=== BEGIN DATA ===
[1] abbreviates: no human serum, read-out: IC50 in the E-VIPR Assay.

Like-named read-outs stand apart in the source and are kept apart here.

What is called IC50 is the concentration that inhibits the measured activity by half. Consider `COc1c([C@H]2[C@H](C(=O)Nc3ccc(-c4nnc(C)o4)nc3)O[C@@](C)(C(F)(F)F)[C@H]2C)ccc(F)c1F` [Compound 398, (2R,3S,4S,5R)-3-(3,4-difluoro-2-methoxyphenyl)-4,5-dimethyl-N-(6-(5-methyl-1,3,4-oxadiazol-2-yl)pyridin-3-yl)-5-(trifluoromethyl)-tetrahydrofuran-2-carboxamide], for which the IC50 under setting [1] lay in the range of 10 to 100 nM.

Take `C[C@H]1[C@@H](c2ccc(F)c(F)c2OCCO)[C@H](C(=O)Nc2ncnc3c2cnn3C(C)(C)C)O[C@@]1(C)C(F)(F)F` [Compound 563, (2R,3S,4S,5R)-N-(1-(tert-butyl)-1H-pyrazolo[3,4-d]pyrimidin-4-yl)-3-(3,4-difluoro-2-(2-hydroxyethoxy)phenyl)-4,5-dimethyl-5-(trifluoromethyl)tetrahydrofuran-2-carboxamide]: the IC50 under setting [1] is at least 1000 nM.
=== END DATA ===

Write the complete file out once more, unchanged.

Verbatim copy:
[1] abbreviates: no human serum, read-out: IC50 in the E-VIPR Assay.

Like-named read-outs stand apart in the source and are kept apart here.

What is called IC50 is the concentration that inhibits the measured activity by half. Consider `COc1c([C@H]2[C@H](C(=O)Nc3ccc(-c4nnc(C)o4)nc3)O[C@@](C)(C(F)(F)F)[C@H]2C)ccc(F)c1F` [Compound 398, (2R,3S,4S,5R)-3-(3,4-difluoro-2-methoxyphenyl)-4,5-dimethyl-N-(6-(5-methyl-1,3,4-oxadiazol-2-yl)pyridin-3-yl)-5-(trifluoromethyl)-tetrahydrofuran-2-carboxamide], for which the IC50 under setting [1] lay in the range of 10 to 100 nM.

Take `C[C@H]1[C@@H](c2ccc(F)c(F)c2OCCO)[C@H](C(=O)Nc2ncnc3c2cnn3C(C)(C)C)O[C@@]1(C)C(F)(F)F` [Compound 563, (2R,3S,4S,5R)-N-(1-(tert-butyl)-1H-pyrazolo[3,4-d]pyrimidin-4-yl)-3-(3,4-difluoro-2-(2-hydroxyethoxy)phenyl)-4,5-dimethyl-5-(trifluoromethyl)tetrahydrofuran-2-carboxamide]: the IC50 under setting [1] is at least 1000 nM.